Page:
I’m back in Bagan, a place in Central Myanmar (formerly Burma), that I’d fallen in love with on my first trip in 2013. Prior to 2012, tourism to Myanmar had been severely restricted because of the country’s political unrest. There were few ATMs, and even fewer hotels catering to American expectations. But how times have changed.
Myanmar was named Travel and Leisure’s “Top Destination of 2015,” and for good reason. The Burmese are kind, the country has gorgeous beaches, food to die for, culture that rivals the best of Asia, and temples that would make Cambodia’s Angor Wat green with envy. Myanmar hasn’t been overrun (yet) by tourists, so in many ways, a visit here is like taking a trip in a time capsule. There’s so much excitement about Cuba, but this is the place that should be on everyone’s bucket list.
I returned to Bagan because I’d found such a sense of peace, unlike anything I’d felt in the states, or quite frankly, unlike any other city I’d visited. This was due largely to the monks and their reverential place in Burmese society. In some ways, the monks are the rock stars of Myanmar, and they’re many in number. Monks are everywhere here: at bus stops, wandering around streets in Myanmar with an alms bowl, used to accumulate food given to them by villagers daily.
Because of their esteemed position in society, and a country that is 89% Buddhist, the relationship between the monks and the villagers is unique; it is more of a familial one than even just a neighborly one. Buddhists believe that good deeds elevate your karma, and the Burmese layperson displays an unwavering sense of service to the monks and monasteries. They show support in various ways from volunteering at the monastery, donating meals and supplies, or by sponsoring novice ceremonies, where a young boy is inducted as a novice (a young monk in training). I was awe struck; I’d never seen anything like it.
When I was here on holiday earlier, I sought to understand how, with minimal possessions (all can fit neatly into a foot locker), living off the kindness of villagers, and only one guaranteed meal per day, these monks could be so content. Wandering from my hotel in search of understanding, I stumbled upon the Lokananda Monastery, and my life was changed forever. Ashin Sasana, a teacher at the monastery, the only monk of nearly 200 that spoke any English, was my personal guide over 2 days, showing me around and giving me insight into their daily lives. I felt like I’d experienced my own Nirvana— that “peace that surpasses human understanding” (cue my pastor’s voice). We became Facebook friends so I came back for a visit on my next trip to Asia.
Although anyone with an interest can stay at the monastery, there are no shortage of hotels, so I opted for the Areindemar Hotel, a lovely boutique hotel close to the monastery. Every morning, I walked there under the cover of darkness as their day begins around 4:30 a.m. with the chanting of the Dhamma by the master monk. The novices are busy preparing the monastery, either by sweeping the grounds or prepping the dining hall for their meals. The monks file into the dining hall in silence around 6:30 a.m. When these meals are funded and prepared by villagers, they often present them with staples such as pens, paper and toothbrushes during the procession.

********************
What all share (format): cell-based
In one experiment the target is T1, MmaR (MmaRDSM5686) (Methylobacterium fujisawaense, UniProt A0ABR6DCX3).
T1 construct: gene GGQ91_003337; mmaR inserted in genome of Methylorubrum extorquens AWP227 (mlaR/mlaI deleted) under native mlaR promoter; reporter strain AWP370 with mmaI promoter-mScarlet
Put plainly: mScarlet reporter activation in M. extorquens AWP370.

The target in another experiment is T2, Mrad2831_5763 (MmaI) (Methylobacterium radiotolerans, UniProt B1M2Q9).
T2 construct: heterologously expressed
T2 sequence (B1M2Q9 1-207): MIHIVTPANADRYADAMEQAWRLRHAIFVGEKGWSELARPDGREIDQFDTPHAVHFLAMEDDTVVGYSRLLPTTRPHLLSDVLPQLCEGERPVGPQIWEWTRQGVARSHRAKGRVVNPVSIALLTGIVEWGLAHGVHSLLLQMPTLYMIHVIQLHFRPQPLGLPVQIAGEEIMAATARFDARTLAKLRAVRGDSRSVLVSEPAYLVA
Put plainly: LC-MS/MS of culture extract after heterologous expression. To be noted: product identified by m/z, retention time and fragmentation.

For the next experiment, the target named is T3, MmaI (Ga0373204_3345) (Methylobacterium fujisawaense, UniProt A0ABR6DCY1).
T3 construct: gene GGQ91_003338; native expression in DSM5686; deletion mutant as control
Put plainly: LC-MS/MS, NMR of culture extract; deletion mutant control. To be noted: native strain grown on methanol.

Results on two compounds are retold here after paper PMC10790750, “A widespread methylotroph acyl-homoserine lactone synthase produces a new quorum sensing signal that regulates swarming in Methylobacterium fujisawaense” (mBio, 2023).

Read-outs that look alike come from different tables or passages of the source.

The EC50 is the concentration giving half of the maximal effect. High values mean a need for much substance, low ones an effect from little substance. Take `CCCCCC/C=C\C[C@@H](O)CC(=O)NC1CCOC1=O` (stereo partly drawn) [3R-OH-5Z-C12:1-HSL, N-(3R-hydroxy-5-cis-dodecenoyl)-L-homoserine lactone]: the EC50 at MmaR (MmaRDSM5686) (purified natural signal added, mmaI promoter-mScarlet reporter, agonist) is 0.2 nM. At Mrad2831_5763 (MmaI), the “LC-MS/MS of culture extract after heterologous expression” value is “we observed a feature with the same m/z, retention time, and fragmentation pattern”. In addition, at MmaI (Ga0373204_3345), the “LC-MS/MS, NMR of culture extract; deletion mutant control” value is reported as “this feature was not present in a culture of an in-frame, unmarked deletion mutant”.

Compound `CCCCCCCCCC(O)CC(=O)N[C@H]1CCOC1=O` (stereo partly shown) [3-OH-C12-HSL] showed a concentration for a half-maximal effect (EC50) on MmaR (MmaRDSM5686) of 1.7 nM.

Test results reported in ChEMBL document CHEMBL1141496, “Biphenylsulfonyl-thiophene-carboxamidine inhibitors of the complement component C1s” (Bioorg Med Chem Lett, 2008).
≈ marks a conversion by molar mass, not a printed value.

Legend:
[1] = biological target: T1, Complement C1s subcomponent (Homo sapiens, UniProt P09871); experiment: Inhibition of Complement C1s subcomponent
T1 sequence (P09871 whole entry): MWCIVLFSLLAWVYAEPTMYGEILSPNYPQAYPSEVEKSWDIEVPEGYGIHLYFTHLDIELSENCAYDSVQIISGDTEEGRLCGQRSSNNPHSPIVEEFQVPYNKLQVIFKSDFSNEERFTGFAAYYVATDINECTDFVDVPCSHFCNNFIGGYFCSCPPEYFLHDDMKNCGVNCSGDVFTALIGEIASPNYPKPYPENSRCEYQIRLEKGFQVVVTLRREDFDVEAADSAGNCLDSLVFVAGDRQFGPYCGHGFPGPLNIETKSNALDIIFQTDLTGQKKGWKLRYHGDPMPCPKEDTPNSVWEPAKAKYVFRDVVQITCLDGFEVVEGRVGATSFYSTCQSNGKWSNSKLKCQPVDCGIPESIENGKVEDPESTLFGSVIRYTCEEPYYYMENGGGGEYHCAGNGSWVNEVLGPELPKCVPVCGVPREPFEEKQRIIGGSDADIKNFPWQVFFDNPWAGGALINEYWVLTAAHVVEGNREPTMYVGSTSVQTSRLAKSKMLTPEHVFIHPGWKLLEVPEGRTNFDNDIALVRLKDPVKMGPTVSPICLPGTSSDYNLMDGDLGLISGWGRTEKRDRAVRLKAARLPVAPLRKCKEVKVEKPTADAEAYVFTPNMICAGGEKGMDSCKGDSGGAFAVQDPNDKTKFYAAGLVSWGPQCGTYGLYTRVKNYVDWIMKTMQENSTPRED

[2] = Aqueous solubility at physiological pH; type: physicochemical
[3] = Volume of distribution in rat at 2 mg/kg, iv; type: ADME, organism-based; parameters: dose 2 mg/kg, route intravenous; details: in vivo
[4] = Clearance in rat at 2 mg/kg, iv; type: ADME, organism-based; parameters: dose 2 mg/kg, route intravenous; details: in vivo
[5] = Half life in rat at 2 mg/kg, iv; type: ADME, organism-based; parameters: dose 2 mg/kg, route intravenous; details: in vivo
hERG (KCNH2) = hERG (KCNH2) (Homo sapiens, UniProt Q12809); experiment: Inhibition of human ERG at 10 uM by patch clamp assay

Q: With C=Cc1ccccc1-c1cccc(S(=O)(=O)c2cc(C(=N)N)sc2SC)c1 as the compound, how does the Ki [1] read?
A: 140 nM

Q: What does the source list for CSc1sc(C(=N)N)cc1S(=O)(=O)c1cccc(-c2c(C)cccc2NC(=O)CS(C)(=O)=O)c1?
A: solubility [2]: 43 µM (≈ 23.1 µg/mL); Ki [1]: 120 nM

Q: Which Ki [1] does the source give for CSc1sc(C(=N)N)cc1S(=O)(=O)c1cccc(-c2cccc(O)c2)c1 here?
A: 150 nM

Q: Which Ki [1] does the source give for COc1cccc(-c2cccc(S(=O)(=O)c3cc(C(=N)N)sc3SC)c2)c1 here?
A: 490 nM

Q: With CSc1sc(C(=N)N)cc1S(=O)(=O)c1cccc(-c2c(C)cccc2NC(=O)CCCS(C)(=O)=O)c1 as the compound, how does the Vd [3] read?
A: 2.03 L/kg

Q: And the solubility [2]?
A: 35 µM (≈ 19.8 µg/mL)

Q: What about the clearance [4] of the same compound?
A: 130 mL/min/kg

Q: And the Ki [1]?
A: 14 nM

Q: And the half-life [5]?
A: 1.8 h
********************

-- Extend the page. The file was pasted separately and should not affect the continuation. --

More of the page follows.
Studying starts around 7:30 am. The students are grouped by the level of their learning; there are no grade levels in the Western sense. The younger novices study Pali language, the ancient Indian language of Buddhist scriptures, while the older study history, or a variety of other courses. The desire of any monk is to be schooled in all ways of the Buddha, so studying and chanting the Dhamma goes on most of the day.
During the afternoon, following quiet time, the monastery is buzzing with activity. Some villagers have time with the master monk, who reads the Dhamma as they sit rapt in attention, while other villagers bring supplies to the monastery. The younger novices have time with a master teacher learning the basics of Buddhism.
At 6 p.m., the monks file in for prayer to pay homage to the Buddha in Pali language. Buddhist prayers are different in meaning than traditional Christian prayers; they do not pray to the Buddha or beseech a lord for grace or favor. They pay homage to what the Buddha stands for, affirming their desire to be free from suffering, bad circumstances, and their quest towards Nirvana.
Now more than ever, with U.S. politicians spewing hatred and the threat of ISIS here and abroad, the lessons I learned at the monastery stayed with me. Through meditation and stillness, we can all find that sense of contentment we are looking for. Although you don’t have to travel to Myanmar to find it, this is an affordable respite for self care, and trust me on this, you’ll leave with memories (and photos) of a lifetime.
Lisa Bonner is a travel writer who daylights as an Entertainment Lawyer with offices in NYC. You can find her on social media @lisabonner